DraftKings CEO Jason Robins downplayed concerns associated with mounting short-term losses as the company continues to expand sports betting operations ahead of its highly anticipated public listing potentially on tap for some point this year.
For the nine months ended September 30, 2019, DraftKings reported net losses of $114.1 million, up nearly 52 percent from the same period a year earlier. It came as DraftKings’ revenues rose to $191.1 million, a year-over-year increase of 44 percent. DraftKings, which entered into a definitive business combination agreement with Diamond Eagle Acquisition Corp., a special purpose acquisition company and tech/software supplier SBTech on Dec. 23, is gearing up for its public debut.
As DraftKings prepares to woo investors in the coming months, the company is taking steps to disclose its financial results. According to an SEC Form S-4 filing, dated Jan. 6, DraftKings reported net losses of $76.2 million for the year ended Dec. 31, 2018, the first year the company offered a legal sportsbook in addition to daily fantasy sports contests, following a landmark decision by the Supreme Court that May.
Sacrificing short-term losses for long-term growth
The losses accelerated for DraftKings over the first nine months in 2019, as the company ramped up its marketing budget while entering new markets. Following the New Jersey launch of DraftKings Sportsbook in August 2018, the company added mobile sports betting operations in Indiana, Pennsylvania and West Virginia last year.
But Robins is undeterred. When looking at the top line of the combined businesses, DraftKings expects to increase revenue approximately 30 percent to $540 million in 2020.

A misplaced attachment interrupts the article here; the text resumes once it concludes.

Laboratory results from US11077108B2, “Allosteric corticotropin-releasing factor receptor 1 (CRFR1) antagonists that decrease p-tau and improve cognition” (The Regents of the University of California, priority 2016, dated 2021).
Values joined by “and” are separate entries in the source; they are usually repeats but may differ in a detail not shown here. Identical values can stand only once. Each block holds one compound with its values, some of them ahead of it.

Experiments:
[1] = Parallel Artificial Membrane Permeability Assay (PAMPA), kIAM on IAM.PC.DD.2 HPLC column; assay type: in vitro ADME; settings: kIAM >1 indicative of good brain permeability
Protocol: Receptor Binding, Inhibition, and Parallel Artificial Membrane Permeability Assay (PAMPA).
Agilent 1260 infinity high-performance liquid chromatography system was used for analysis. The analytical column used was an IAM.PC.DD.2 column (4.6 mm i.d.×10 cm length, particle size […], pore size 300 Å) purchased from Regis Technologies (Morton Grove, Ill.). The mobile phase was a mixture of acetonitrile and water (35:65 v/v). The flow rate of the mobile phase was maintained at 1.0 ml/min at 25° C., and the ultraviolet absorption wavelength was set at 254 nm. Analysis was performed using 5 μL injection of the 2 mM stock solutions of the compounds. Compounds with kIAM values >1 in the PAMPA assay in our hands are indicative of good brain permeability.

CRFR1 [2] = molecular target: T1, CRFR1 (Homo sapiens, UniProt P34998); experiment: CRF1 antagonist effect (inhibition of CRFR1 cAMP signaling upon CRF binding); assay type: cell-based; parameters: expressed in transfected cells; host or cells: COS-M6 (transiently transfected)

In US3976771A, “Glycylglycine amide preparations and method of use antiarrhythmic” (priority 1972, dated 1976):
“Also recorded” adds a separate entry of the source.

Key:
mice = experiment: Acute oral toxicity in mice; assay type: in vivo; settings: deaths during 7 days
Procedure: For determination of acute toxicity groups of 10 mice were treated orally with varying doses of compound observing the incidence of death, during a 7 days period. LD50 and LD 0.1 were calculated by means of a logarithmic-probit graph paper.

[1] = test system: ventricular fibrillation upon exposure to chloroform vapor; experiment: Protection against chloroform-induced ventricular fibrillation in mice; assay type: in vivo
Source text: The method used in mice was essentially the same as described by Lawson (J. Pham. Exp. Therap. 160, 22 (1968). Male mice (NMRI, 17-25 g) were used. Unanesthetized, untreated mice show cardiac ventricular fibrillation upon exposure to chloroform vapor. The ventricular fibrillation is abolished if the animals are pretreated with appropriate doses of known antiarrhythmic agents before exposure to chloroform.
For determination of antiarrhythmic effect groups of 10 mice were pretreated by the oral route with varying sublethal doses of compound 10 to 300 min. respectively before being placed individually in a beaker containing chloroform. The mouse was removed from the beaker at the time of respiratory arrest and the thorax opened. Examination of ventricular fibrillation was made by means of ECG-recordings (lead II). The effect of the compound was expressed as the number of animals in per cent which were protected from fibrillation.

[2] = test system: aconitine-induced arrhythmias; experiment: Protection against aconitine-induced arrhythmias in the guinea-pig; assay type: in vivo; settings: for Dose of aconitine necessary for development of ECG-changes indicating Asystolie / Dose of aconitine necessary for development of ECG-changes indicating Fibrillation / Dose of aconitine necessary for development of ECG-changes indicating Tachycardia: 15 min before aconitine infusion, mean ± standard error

Subsequently, DraftKings projects an annual revenue increase of an additional 30 percent to $700 million in 2021. The projections are based on the assumption that numerous additional states will legalize sports betting by then and that online sports betting is available to approximately 20 percent of the U.S. population, according to a DraftKings’ investor presentation.
DraftKings attempted to come up with as conservative a forecast as possible, Robins told Sports Handle, given its status as a neophyte public company.
DraftKings is going public, and it’s forgoing the typical IPO process. Here’s what you need to know about the fantasy sports company’s new 3-way deal. https://t.co/BWbAXDT3Jo pic.twitter.com/8GsRdImyw9
— CNBC (@CNBC) December 23, 2019
A much-needed capital infusion will help. Under the proposed combination, DraftKings received a funding round of approximately $304 million from a group of institutional investors. The capital investment will be used to pursue further expansion in new states legalizing sports betting, Robins said. Robins is bullish on markets in Colorado and Michigan, two states expected to launch sports gambling regimes in their respective states this year.
Speaking exclusively to Sports Handle at CES 2020, Robins appeared relaxed and confident in his company’s long-term prospects during a 45-minute interview at the Aria’s Ironwood Ballroom in Las Vegas.
“For investors who have convictions in the industry, they don’t get too hung up in what happens this quarter or even next year,” Robins said. “If you have conviction and believe in the ultimate market, you’ll be patient as it unfolds.”